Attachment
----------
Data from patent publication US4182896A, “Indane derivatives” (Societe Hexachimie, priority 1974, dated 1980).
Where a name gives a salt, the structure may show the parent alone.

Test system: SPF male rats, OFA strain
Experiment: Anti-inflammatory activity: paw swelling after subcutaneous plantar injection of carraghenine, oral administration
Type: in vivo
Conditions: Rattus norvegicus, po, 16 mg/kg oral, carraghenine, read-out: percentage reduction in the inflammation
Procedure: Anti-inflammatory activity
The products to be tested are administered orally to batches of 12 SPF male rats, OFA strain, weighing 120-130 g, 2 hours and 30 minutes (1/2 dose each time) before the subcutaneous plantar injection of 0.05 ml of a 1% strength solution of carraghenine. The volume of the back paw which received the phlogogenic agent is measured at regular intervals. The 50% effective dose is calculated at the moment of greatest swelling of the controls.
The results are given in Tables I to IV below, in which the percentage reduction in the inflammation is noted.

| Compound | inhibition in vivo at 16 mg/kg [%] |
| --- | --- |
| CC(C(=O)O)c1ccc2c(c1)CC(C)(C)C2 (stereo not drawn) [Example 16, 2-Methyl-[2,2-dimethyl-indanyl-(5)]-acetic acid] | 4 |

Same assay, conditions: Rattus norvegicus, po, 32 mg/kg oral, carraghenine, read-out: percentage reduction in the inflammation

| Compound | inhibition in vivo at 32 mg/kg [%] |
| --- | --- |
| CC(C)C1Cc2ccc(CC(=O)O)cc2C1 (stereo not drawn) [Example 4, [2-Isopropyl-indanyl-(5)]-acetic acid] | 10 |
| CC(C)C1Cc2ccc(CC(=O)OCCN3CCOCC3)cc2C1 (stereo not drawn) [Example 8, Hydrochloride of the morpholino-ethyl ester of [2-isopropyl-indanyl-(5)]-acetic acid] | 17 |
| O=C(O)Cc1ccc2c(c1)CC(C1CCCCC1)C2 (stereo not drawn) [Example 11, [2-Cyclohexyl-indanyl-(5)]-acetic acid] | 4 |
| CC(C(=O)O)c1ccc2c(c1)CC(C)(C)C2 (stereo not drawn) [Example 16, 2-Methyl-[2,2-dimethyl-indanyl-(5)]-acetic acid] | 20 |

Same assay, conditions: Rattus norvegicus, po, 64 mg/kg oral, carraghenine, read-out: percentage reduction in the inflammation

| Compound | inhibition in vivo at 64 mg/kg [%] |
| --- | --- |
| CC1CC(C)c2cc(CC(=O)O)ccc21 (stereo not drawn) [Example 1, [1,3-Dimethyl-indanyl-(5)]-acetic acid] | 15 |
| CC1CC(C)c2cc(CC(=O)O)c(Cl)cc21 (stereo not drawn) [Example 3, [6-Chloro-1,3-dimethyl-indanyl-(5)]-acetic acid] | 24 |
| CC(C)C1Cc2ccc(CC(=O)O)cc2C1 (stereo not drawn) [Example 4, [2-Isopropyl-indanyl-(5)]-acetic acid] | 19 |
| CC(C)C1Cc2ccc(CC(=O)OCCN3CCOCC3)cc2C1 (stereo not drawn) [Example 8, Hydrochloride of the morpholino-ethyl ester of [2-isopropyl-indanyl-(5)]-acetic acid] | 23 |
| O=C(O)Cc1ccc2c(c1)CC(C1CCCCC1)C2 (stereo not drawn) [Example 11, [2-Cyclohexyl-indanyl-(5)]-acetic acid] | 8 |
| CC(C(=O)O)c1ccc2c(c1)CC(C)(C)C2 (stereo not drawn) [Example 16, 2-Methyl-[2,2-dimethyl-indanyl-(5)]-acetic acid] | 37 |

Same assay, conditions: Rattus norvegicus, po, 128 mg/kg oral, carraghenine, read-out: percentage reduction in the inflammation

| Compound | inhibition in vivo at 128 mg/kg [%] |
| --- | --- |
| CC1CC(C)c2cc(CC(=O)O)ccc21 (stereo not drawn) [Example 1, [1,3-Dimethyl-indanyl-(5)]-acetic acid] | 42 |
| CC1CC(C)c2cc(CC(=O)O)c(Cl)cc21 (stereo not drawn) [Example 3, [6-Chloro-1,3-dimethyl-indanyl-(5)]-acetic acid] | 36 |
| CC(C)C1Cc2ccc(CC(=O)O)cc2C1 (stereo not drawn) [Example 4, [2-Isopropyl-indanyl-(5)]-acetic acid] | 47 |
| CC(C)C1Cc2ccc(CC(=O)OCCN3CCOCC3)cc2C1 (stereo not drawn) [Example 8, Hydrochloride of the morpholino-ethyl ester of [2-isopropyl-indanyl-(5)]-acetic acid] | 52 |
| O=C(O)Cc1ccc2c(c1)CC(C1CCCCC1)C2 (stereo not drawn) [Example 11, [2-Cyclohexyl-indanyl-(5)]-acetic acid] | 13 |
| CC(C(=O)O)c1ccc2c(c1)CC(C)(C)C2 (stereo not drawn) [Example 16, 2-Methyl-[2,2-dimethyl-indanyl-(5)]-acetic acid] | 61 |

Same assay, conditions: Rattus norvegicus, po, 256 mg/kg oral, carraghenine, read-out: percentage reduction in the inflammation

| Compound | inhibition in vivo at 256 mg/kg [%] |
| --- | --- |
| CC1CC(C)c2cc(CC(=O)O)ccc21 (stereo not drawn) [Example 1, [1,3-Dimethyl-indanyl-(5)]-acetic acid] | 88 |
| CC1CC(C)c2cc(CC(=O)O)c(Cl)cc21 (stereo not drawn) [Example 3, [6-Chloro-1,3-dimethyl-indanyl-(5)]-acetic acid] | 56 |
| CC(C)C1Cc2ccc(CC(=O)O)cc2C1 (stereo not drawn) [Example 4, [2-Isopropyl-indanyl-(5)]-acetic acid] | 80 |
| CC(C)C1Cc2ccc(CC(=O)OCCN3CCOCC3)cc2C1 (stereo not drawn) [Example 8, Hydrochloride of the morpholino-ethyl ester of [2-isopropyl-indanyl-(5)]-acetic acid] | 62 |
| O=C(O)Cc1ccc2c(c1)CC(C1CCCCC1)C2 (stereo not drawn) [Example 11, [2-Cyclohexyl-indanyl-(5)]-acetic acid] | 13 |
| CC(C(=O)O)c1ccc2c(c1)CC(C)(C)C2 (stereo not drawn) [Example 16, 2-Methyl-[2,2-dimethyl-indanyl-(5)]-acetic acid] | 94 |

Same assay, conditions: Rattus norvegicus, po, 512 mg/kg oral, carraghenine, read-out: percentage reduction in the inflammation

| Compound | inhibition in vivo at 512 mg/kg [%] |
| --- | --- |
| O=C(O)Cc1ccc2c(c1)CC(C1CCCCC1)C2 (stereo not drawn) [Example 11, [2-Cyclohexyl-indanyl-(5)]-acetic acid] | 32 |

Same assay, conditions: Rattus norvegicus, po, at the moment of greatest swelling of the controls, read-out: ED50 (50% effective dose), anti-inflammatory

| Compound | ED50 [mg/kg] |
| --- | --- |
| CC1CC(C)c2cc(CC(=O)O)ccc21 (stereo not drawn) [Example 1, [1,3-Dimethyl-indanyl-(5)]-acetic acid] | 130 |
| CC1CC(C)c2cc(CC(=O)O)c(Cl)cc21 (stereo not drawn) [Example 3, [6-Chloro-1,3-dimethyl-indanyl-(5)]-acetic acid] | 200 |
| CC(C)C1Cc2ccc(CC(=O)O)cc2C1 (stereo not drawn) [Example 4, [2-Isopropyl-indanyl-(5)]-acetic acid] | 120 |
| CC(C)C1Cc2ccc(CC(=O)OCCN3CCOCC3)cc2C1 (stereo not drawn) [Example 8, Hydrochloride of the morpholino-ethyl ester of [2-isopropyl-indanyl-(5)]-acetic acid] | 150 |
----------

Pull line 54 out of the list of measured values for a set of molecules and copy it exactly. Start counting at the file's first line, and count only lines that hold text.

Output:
| CC1CC(C)c2cc(CC(=O)O)ccc21 (stereo not drawn) [Example 1, [1,3-Dimethyl-indanyl-(5)]-acetic acid] | 130 |